Moving to a new home is exciting, especially if a homeowner has had to wait weeks or months for their brand-new build to be completed. When closing day and moving day are in sight, it is wise for homeowners to proactively plan ahead to make sure everything goes smoothly. 

A family of four carries boxes into their new home

A smooth move into a new home starts with planning ahead. (Photo Credit: Adobe Stock).

Beyond the typical moving checklist, what should homeowners remember when moving to a new build? Are there items specific to a new construction home? 

The final walkthrough 

With a new build, a homeowner has the opportunity to do a final walkthrough once construction is completed before the closing date. This is in addition to prior walkthrough visits during the various phases of construction. 

In the final walkthrough, the goal is to identify any deficiencies and to ensure that the home has been built to the agreed upon specifications stated in the home contract.  

  • It’s important to note that the walkthrough is different than a formal property inspection. A property inspection is conducted by a third party and focuses in detail on structural components (although some inspectors do offer inspection services that address items at closing with the builder, above and beyond the scope of a regular property inspection). 
  • During the walkthrough, the homeowner is accompanied by the builder and their real estate agent (if they are working with one). To get the most out of the tour, bring along files, with the specification sheet that lists all upgrades and choices inside and out, including paint colors, flooring etc.  
  • Make sure all finishes match selections (it can be helpful when picking colors and finishes during the design phase to take pictures or get samples to compare against the completed project). Use painter’s tape or sticky notes to mark areas that need attention during the tour.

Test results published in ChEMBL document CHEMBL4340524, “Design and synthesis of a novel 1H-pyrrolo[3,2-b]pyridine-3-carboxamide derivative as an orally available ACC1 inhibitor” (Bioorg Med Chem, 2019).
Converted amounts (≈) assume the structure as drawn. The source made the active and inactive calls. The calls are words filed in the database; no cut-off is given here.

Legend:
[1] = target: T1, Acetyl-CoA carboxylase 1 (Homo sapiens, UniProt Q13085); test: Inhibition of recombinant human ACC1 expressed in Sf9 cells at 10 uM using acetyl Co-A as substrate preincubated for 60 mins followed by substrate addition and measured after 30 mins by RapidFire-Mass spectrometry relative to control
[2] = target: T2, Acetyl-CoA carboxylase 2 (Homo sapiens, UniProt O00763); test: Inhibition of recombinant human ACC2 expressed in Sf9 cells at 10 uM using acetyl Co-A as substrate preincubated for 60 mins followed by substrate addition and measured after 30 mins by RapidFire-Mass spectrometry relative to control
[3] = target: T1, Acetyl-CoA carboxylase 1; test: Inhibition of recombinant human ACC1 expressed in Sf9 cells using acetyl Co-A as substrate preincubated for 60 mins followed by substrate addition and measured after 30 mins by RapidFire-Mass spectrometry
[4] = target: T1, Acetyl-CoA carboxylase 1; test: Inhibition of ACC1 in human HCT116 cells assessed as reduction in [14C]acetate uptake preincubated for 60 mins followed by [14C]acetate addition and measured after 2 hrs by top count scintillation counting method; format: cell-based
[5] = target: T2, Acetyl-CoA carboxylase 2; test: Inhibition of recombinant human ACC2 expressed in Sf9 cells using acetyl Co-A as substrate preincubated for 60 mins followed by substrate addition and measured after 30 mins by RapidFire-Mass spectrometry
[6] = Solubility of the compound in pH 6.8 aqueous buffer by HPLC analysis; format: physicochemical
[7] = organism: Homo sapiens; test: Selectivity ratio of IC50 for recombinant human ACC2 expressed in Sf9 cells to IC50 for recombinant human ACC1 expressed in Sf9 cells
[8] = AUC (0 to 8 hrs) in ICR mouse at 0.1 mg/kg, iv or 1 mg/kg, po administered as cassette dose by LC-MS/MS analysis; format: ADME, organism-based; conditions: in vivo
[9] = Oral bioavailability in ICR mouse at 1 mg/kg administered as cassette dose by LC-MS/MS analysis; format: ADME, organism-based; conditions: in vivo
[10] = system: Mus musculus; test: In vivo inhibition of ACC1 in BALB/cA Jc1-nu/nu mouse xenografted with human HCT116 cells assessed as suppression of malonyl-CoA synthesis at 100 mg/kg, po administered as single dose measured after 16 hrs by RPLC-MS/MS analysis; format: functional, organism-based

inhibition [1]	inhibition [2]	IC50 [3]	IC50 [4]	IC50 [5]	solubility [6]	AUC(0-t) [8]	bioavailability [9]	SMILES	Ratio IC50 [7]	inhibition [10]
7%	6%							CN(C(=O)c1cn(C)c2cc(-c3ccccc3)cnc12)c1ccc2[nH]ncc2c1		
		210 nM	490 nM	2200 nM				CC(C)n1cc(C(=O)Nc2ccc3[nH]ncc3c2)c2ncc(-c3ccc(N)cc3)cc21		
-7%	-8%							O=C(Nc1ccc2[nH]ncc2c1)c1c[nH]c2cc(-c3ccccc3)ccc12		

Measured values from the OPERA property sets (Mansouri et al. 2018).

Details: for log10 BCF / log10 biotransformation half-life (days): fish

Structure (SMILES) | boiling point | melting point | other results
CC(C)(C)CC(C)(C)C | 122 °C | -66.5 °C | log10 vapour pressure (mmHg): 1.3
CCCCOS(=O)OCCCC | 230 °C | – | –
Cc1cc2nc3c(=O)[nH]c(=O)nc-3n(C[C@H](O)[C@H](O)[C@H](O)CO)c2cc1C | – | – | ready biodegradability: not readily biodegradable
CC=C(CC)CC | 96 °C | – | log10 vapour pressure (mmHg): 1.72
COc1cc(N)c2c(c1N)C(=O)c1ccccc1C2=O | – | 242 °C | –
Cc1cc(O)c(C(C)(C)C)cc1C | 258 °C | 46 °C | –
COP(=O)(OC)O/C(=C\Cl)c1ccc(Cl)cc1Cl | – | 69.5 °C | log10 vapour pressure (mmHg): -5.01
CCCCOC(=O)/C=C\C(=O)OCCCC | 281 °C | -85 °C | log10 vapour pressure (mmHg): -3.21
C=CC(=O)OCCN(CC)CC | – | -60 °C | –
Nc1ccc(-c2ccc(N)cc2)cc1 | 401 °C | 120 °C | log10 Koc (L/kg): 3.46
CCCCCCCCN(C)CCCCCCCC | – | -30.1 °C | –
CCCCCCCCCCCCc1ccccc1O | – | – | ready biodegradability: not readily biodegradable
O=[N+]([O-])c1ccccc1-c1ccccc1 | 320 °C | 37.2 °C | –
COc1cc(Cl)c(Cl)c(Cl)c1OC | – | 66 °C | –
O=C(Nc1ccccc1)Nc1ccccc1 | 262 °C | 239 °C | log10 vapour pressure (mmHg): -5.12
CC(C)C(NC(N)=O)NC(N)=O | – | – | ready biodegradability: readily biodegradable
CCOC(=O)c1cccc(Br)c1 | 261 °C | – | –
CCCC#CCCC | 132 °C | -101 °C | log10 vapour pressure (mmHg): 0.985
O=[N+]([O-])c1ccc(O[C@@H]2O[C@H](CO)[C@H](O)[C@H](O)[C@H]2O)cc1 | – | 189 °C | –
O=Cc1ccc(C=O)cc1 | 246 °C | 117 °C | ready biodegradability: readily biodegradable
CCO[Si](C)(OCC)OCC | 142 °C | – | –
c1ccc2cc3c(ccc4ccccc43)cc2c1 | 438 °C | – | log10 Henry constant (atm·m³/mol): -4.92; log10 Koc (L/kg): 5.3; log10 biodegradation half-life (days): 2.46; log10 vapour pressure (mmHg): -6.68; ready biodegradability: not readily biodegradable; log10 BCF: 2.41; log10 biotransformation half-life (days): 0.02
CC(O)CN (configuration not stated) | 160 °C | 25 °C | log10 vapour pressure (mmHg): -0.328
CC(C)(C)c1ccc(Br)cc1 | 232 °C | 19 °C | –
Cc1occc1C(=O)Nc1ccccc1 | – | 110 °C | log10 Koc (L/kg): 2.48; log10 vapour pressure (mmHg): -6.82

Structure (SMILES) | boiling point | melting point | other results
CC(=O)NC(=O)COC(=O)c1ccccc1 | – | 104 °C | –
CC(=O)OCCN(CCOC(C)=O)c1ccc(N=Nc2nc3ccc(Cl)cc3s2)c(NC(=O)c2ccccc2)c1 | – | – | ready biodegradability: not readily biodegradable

• Start with the home’s exterior, checking the driveway and any landscaping (softscapes and hardscapes) that were part of the contract. Check siding or other exterior materials for defects and make sure color tones and application are even. Be sure to check hoses and spigots to make sure that they are functioning properly. 
  • In the garage, make sure that the lights work and that the garage door goes up and down easily. Ensure any storage or floor coatings that were part of the upgrades are included. 
  • Inside the home, check the flooring and pay particular attention to trim and transitions. Are areas of transition properly capped? In carpeted areas, are there wrinkles or folds in the installation? Don’t forget staircases. 
  • In the kitchen, test out all cabinetry doors and drawers, making sure the installation is flush and that they open and close properly. Check that countertops are even and secure. Check all plumbing fixtures, making sure they are tight and that they don’t drip when turned off. Don’t forget to check under the cabinetry for leaks or water damage. Check the lights and hood fan. Ensure appliances are working properly (appliances won’t necessarily be addressed by the builder, but it is wise to identify any problems immediately to go back to the appliance manufacturer to discuss warranty coverage).